Trailblazing Jeep Renegade
As Jeep prepares to celebrate its 75th anniversary, it has launched an SUV in New Zealand harking back to the famous Willys MB that made its mark during World War II.
While the Willys MB was produced from 1941-45 and evolved into the civilian Jeep CJ, the Renegade is a compact SUV that does combat in the off-road stakes against the likes of Toyota RAV4 and Suzuki’s Vitara.
The New Zealand distributor of Renegade, Fiat Chrysler NZ, decided to import one model, the tough-as-nails Trailhawk, that is built to take on sand, snow, mud and step inclines.
The Renegade is built on an all-new platform and features Jeep’s “small-wide 4x4 architecture”.
It weighs 1550kg, is 4259mm long, 1805mm wide, and 1697mm high, with the ride height enforced with the 17in alloys and trapezoidal wheel arches.
The Renegade Trailhawk was powered by Jeep’s 2.4-litre four-cylinder Tigershark engine producing 129kW of power and 230Nm of torque.
Paired with a nine-speed automatic transmission, the Trailhawk is priced from $49,990.
Standard safety equipment for the Trailhawk included blind spot monitoring, reverse parking camera, rear parking sensor, and rear cross path detection.
Inside, the Trailhawk has a nine-speaker BeatsAudio system, a 6.5in touchscreen infotainment system.
The Trailhawk is also beefed up over the standard Jeep Renegade to make it trail rated, meaning it’s certified totackle some of the toughest off-road tracks.
To handle that, it has hill descent control, and the brand’s Select-Terrain system that has five modes: auto, snow, sand, mud and rock — so basically you’re covered for any scenario (except maybe for a Zombie apocalypse).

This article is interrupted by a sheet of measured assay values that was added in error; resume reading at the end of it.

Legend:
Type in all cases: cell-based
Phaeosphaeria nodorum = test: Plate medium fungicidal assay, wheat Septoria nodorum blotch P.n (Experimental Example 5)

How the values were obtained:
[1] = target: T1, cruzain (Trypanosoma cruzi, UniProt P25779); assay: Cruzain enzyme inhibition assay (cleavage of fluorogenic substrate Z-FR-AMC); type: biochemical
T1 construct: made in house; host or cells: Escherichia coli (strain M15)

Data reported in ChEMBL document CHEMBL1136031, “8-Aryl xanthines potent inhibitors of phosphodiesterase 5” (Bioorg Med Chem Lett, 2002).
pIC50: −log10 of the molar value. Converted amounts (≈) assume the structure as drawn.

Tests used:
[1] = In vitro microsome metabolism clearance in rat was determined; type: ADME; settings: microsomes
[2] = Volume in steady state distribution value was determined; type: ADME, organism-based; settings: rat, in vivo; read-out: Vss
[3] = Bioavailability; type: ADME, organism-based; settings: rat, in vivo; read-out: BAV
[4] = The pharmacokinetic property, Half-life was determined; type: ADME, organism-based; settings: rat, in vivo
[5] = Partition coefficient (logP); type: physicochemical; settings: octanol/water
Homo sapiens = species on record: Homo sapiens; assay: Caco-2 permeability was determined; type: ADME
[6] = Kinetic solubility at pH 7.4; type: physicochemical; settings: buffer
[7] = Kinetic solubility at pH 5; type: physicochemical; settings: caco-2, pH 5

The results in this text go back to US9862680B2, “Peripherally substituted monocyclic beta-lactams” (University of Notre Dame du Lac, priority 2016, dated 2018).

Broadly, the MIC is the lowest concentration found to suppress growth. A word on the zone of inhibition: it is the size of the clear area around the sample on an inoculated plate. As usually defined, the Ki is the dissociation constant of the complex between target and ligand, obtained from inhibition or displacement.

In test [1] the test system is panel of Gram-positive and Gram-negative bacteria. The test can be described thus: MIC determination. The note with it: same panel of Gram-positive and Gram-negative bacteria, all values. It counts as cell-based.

It also has skid plates, a rear tow hook, 480mm water fording depth, and up to 907kg towing ability.
While the Renegade Trailhawk is more than capable with its wading depth and tough attitude, Jeep has also brought a wonderful fun factor to the SUV.
The grille is all Willys Jeep, the front headlights give it a ‘smile’ appeal, it has X-shaped rear lights, and all around are wonderful little nods to the vehicle’s heritage.
Tiny decals abound on the Renegade: a Willys Jeep driving up the front windscreen, a Sasquatch on the rear window, a spider on fuel cap.
The tachometer gets a splash of mud instead of redline and the rubber tray behind the media centre is moulded with the topography map of Moab, Utah, a famous off-road track.
All that adds up to creating a Jeep that looks dinky but is also fun. It brought a smile to my face every time I walked towards it, and it had driving capability for not only off-road but also around town.
When Driven attended the international launch early last year in Northern California, the Trailhawk demonstrated the ‘Rock’ setting, which is essentially a low mode with a 20:1 crawl ratio.
“This makes the Trailhawk remarkably capable off road, tackling the surprisingly challenging course at Hollister Hills 4WD park,” our reviewer said at the launch.
Off the dirt tracks of Northern California and on the rough streets of Auckland, the Renegade is a capable urban vehicle with a second row 60:40 split seat, and 350 litres of storage waiting in the boot.
The Renegade Trailhawk may wins points for being an allrounder but there are some negatives.
While the cabin has plenty of headroom, the rear legroom is limited if the driver is of average height, and the nine-speed transmission has a lag between third and fourth gears.
The Trailhawk is also galvanising in its looks.
Though I may be a fan of it, there were a few negative comments from my colleagues and a few puzzled stares from other motorists.
Still, with 75 years of heritage behind it, the Jeep Renegade wouldn’t be fazed by such negatives.